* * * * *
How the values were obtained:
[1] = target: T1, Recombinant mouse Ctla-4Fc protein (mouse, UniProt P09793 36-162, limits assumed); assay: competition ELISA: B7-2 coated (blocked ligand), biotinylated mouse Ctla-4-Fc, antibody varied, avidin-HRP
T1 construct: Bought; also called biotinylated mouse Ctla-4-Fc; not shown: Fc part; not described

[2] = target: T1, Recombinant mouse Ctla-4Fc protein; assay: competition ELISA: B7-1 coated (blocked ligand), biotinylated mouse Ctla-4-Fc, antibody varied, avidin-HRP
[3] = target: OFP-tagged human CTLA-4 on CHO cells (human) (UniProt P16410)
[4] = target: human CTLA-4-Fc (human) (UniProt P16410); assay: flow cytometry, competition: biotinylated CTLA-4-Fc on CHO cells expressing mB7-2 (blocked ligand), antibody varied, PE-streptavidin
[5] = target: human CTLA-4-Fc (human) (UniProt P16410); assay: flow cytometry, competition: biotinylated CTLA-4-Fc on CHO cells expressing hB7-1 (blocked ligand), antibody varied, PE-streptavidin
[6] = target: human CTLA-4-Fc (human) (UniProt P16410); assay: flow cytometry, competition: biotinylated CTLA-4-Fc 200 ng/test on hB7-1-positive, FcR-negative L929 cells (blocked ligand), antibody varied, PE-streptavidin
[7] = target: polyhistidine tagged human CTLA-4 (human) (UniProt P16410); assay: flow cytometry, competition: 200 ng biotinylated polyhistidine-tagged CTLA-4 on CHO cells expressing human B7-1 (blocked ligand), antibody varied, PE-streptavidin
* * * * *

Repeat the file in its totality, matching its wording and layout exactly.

How the values were obtained:
[1] = target: T1, Recombinant mouse Ctla-4Fc protein (mouse, UniProt P09793 36-162, limits assumed); assay: competition ELISA: B7-2 coated (blocked ligand), biotinylated mouse Ctla-4-Fc, antibody varied, avidin-HRP
T1 construct: Bought; also called biotinylated mouse Ctla-4-Fc; not shown: Fc part; not described

[2] = target: T1, Recombinant mouse Ctla-4Fc protein; assay: competition ELISA: B7-1 coated (blocked ligand), biotinylated mouse Ctla-4-Fc, antibody varied, avidin-HRP
[3] = target: OFP-tagged human CTLA-4 on CHO cells (human) (UniProt P16410)
[4] = target: human CTLA-4-Fc (human) (UniProt P16410); assay: flow cytometry, competition: biotinylated CTLA-4-Fc on CHO cells expressing mB7-2 (blocked ligand), antibody varied, PE-streptavidin
[5] = target: human CTLA-4-Fc (human) (UniProt P16410); assay: flow cytometry, competition: biotinylated CTLA-4-Fc on CHO cells expressing hB7-1 (blocked ligand), antibody varied, PE-streptavidin
[6] = target: human CTLA-4-Fc (human) (UniProt P16410); assay: flow cytometry, competition: biotinylated CTLA-4-Fc 200 ng/test on hB7-1-positive, FcR-negative L929 cells (blocked ligand), antibody varied, PE-streptavidin
[7] = target: polyhistidine tagged human CTLA-4 (human) (UniProt P16410); assay: flow cytometry, competition: 200 ng biotinylated polyhistidine-tagged CTLA-4 on CHO cells expressing human B7-1 (blocked ligand), antibody varied, PE-streptavidin